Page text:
Recently in the ‘Nammal Thammil’  programme of Asianet TV Channel , the grief of the relatives who had lost their dear ones due to delay in getting permission was heart rending.  What is the problem of the doctors who work under the same roof cannot sit in the committee for one hour to save the life of the person facing death? Who has decided that the committee should meet only once in a month? Has the Govt. given such an instruction? There is no doubt that this procedure is a violation of Indian Constitution. Organ business should be curbed. There should be stringent laws and criminals should be punished. Article  21 of Indian Constitution provides a citizen the right to life and this right to life are annihilated by the delayed action on the part of authorising committees. These ivory tower committees have to answer for each life put out by their delayed response.

    What is the situation in other countries?

    All over the world, every year 10 lakhs of people overcome death through organ transplant surgery. Since 1980, many countries have introduced presumed consent in the case of donating organs and that means every one is willing to donate his organs. If he is not willing, that fact would be noted in his driving license. Such a person will not get the organ of another person even in an emergency. To receive organs one should be willing to donate organs. There is no scarcity of organs in most of the European countries where this system is prevalent.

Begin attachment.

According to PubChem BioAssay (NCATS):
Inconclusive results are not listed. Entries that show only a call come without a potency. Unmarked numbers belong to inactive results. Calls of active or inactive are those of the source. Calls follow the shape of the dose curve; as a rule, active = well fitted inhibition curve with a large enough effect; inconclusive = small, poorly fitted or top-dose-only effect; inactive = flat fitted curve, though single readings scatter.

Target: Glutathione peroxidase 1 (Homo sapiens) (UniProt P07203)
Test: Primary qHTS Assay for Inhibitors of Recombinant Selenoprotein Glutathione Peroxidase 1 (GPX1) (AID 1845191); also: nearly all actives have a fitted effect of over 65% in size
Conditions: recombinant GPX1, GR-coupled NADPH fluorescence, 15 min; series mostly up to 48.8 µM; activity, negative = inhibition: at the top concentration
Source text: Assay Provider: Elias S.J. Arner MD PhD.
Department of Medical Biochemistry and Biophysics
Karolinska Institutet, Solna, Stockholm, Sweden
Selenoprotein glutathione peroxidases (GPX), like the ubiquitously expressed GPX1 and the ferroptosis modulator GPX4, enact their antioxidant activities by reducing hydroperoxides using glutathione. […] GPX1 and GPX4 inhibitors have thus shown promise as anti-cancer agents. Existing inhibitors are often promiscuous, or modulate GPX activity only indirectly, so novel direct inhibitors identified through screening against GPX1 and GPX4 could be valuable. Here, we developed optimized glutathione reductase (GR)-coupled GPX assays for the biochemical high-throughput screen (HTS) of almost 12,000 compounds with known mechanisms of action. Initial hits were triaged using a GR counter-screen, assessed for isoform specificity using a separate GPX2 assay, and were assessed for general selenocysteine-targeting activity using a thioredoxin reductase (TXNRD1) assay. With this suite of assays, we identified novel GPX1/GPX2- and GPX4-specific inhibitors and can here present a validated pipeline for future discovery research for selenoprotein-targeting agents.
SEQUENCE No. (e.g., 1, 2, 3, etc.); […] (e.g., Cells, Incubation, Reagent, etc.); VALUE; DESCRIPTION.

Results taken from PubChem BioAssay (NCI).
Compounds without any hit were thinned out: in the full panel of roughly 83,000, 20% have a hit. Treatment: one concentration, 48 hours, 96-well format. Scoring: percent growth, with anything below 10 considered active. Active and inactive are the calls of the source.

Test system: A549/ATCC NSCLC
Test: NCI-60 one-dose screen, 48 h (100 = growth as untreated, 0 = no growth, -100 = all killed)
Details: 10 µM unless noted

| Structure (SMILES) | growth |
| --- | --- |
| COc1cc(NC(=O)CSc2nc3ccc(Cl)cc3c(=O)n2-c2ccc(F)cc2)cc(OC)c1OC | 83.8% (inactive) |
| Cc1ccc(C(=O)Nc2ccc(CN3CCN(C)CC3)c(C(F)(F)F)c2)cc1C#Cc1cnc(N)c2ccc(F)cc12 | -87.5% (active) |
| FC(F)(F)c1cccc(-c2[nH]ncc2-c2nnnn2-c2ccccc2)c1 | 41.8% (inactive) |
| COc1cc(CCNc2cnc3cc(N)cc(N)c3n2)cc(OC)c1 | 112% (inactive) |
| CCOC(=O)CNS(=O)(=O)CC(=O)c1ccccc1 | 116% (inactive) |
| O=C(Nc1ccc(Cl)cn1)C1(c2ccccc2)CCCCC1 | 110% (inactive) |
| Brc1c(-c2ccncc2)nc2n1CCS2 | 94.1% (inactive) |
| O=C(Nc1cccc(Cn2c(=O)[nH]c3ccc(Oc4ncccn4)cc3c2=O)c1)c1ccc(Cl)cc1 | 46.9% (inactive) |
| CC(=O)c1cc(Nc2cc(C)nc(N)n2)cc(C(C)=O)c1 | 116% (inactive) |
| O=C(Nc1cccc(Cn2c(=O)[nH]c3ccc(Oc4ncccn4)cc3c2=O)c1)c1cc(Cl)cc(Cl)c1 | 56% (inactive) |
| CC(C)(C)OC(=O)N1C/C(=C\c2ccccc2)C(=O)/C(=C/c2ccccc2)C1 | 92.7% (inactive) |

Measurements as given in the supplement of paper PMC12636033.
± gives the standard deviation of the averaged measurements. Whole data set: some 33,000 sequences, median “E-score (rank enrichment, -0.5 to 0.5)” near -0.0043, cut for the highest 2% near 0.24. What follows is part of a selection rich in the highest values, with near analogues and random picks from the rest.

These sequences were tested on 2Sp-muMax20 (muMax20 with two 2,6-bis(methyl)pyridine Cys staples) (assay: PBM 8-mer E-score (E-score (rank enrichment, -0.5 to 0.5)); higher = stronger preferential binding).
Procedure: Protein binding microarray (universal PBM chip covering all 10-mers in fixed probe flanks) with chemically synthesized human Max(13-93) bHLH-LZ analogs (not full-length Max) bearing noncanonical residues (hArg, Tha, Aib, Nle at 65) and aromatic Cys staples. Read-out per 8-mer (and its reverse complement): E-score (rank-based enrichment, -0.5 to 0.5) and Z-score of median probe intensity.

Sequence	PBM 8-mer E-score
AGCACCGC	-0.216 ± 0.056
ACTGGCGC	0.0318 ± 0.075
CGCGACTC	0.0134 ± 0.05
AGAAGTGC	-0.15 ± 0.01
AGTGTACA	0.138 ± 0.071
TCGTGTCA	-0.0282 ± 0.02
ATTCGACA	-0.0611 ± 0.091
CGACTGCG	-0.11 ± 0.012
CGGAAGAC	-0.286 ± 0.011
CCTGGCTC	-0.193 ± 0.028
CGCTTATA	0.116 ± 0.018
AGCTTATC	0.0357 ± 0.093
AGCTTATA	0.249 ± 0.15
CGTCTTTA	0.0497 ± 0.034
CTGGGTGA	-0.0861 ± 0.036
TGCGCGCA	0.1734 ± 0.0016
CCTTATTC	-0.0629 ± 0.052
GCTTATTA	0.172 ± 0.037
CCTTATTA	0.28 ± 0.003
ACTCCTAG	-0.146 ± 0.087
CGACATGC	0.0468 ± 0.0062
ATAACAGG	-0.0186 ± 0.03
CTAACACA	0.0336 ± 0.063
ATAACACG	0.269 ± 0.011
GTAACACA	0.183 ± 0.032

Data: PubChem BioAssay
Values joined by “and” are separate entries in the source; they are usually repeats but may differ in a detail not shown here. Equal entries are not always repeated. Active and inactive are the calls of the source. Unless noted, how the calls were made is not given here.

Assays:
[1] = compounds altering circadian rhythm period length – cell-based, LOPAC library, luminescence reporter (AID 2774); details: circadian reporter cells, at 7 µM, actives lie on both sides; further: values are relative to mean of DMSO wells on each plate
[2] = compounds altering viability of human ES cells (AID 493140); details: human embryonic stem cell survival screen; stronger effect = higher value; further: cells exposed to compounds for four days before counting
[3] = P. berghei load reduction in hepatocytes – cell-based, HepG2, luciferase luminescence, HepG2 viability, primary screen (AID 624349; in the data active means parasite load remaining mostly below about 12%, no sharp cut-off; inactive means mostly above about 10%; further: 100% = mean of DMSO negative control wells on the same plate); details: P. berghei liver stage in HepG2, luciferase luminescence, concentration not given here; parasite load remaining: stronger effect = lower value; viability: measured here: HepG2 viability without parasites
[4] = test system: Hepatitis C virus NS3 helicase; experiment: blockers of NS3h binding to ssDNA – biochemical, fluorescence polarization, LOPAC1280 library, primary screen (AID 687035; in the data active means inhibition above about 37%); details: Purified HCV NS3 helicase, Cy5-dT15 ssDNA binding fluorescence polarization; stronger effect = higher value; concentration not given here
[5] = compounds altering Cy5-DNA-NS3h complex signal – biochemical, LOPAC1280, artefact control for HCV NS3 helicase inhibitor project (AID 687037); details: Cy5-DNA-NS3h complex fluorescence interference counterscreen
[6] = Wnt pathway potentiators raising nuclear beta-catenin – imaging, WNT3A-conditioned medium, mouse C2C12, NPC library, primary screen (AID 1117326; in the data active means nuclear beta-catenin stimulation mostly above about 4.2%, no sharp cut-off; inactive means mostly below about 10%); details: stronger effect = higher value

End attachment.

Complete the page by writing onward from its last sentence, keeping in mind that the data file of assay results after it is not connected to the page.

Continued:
In Spain that has a population of 4.5 crores, organs are sufficiently available. The consent letter to donate organs, given during one’s life time cannot be cancelled by relatives in countries like Austria. Countries like Spain concentrate on collecting organs from victims of brain death. There is a centralised system to collect organs from such donors and distribute these to suitable recipients. Hence organs are easily available to the needy. In the amendment of 2011 there is a suggestion to establish such a centralised system on the State level and National level.

    What is our requirement?

    In  our state there is the possibility of getting organs from victims of accidents who have suffered brain death. In most cases victims are young people and organs will be healthy ones. After brain death relatives can be approached  for donating organs on humanitarian grounds. Govt. should have schemes to encourage those who are willing to donate organs. As in Tamil Nadu legal hurdles can be overcome in the case of unnatural deaths about removing organs. Govt. must seriously consider about introducing presumed consent. The consent letter could be marked in driving license or adhar card. A great deal of sensitization is required to popularize the concept of donating organs. Fear and anxiety of people regarding donating blood has been removed by sensitization programmes.

    Laws are for man and it is the method of application that causes harm to society. Organ transplant surgery has to be done with out delay when life has to be saved. Precious life should not be entangled in red tape and indifference. In emergency permission for surgery must be granted immediately. The request for organ transplant can be examined later for irregularities and action can be taken. There should be a system to monitor and evaluate the functioning of authorization committees. In emergency situations, the committee should be directed to meet and there should be clear guide lines regarding their function. However, a rethinking and redefining of the Human organ transplantation Act and its implementation cannot be postponed.


    Dr. B Umadethan is Professor and Head of Forensic Medicine, Amritha Institute of Medical Sciences, Kochi. 


    Image from here.